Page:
I think it all changed from the moment I got to know me and my room mate share the same birthday. And I believe it was that very thing which made us strike up a conversation, and heaven knows now we can’t stop talking once we start. We even have the daily evening tea ritual which we religiously follow no matter what. And while I had sworn off stage performances and the unwanted limelight which would later invariably translate into infamy in this sad, sad place, all it took was one kick-ass show with my band to get me back into my groove. Just like I suddenly realized that, while all my life I had been complaining about how all my friendships are one-to-one, and I never really belonged to a “gang” like my sister did (and still does), I found myself being surrounded by not one, but many groups of friends for the first time in my life. And it was not even because I consciously sought them out, but because I simply gave up trying to get what I wanted (or thought what I did). So while it was crazy lunatic midnight laughter sessions at times, at others it was about belting out song after song to karaoke videos in my room. Or a good meal at a good restaurant in “town” (we live, by definition, in a “farm”) with free-flowing conversation on the side. Or being able to walk around the town aimlessly with girl-friends, window shopping and at times reveling at a chance bargain. Or knowing that a soul-sister I have never met was celebrating my birthday in some far away part of the country; something no one had done for me before. I know now it was just what I needed to be pulled out from the abyss of misery I had dug myself into. And I got it without even trying.

But of all the good things to have happened to me, I guess the best was the one that happened without me even knowing about it. And it took me some time to realize that what I had most needed to save me from myself was none other than my “pardner” in everything, R. I had always known what I had wanted in my so called soul-mate for life. Now I know all I needed was a friend who would tolerate me through all my cribbing and crying and complaining, and worse, through my bouts of mush overload and extreme affection when I almost smother and suffocate him. I thought I wanted a poet, one who would sing praises for me (in rhyme, too!) and sweep me off my feet with his words. What I needed (now I know!) was someone who would let me dabble with my words in peace, and appreciate it with all the sincerity of someone who doesn’t do it himself. I thought I wanted someone who I could take care of, when actually I needed someone to take care of me. I thought I wanted someone to laugh along with, but well, I needed someone who could make me laugh at myself.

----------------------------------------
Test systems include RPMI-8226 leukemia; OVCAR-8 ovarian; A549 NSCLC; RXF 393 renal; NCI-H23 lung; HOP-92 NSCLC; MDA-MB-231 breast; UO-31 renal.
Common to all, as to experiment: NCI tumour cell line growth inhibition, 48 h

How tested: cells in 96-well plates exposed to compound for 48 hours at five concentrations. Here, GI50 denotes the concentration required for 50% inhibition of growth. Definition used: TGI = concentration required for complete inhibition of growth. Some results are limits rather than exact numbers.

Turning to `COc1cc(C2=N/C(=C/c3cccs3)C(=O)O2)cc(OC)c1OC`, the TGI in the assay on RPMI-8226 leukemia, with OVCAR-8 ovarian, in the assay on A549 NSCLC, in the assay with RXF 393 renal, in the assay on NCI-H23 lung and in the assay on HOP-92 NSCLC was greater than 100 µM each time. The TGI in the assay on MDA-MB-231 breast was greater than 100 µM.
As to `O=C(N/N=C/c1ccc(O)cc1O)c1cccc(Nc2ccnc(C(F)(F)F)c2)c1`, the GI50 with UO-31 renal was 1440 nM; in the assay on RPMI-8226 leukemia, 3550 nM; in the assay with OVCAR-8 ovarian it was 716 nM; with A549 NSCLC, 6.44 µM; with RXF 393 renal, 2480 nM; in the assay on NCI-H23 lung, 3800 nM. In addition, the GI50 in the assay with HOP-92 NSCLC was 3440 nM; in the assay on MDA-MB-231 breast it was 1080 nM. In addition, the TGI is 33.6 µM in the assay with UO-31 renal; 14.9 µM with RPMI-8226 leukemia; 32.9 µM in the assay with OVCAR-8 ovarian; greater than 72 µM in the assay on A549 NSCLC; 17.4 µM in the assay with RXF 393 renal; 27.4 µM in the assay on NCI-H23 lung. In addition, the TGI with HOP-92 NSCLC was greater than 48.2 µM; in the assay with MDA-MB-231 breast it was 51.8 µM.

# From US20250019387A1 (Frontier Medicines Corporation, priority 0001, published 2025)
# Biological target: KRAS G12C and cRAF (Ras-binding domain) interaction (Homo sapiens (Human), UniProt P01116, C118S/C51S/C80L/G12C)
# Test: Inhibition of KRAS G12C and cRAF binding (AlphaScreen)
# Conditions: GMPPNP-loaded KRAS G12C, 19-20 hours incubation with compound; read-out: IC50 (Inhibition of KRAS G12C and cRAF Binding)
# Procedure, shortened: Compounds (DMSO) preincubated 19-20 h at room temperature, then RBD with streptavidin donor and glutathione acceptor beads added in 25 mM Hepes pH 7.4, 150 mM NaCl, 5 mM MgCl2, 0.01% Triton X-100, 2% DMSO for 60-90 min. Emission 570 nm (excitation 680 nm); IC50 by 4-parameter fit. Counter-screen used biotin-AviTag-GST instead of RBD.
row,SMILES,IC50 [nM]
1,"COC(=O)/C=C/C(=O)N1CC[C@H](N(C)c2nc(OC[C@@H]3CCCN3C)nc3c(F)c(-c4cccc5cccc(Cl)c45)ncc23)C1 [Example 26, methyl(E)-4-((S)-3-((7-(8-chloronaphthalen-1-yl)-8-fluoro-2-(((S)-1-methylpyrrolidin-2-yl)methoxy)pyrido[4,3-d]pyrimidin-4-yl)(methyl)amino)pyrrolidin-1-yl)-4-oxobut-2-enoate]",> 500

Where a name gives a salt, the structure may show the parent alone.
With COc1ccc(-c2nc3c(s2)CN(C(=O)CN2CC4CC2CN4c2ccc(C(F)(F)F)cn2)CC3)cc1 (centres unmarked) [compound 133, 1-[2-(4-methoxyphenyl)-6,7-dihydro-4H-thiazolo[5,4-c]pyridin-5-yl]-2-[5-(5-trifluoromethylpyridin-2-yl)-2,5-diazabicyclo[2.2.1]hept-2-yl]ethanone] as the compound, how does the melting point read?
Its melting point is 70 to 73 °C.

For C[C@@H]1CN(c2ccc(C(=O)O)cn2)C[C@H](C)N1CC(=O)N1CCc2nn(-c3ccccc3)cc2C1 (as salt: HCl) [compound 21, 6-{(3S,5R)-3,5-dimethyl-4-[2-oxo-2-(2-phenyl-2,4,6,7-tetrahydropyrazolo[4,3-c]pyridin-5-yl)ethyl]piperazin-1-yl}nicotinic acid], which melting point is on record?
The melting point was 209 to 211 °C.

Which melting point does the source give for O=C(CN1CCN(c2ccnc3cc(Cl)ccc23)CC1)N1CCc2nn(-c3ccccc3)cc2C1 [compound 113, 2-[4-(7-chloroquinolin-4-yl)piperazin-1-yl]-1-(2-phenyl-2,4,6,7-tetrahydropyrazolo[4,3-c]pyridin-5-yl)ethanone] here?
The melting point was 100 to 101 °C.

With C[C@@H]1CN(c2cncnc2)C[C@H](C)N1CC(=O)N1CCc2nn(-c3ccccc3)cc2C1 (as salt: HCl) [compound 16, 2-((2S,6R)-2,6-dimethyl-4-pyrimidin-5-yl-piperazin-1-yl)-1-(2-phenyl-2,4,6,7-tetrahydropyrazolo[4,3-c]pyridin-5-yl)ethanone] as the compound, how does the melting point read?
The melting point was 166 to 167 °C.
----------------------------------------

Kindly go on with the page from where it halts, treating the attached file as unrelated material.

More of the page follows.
All said and done, I come back to what I had started with. For all the times when I had yelled out “Life’s not fair!” because I hadn’t got what I wanted, I want to say a thank you for getting everything I needed. And maybe it is how it must be for most of us. We don’t really know if we need what we want. The trick is to realize the difference between what we want, and what we really really need. The sooner, the better. And allow me to gloat, but I feel what makes me lucky (and hence concede the fact that there is some fairness in the world after all) is that I got what I needed without even knowing that it was not what I had wanted.

Adios for now from a very happy me.


5 thoughts on “The wanting, the needing, and the getting.

  1. Purbarag says:

    Wow! Finally someones realizing what she needed. Good thing. Cause that’s what makes like worth living; I mean rather than hankering after what we want, it’s good to appreciate what we got when we needed it.


  2. Ozone says:

    Though it may not be counted as your best write-up till date (literally), but the thoughts that have gone behind this write up are really amazing!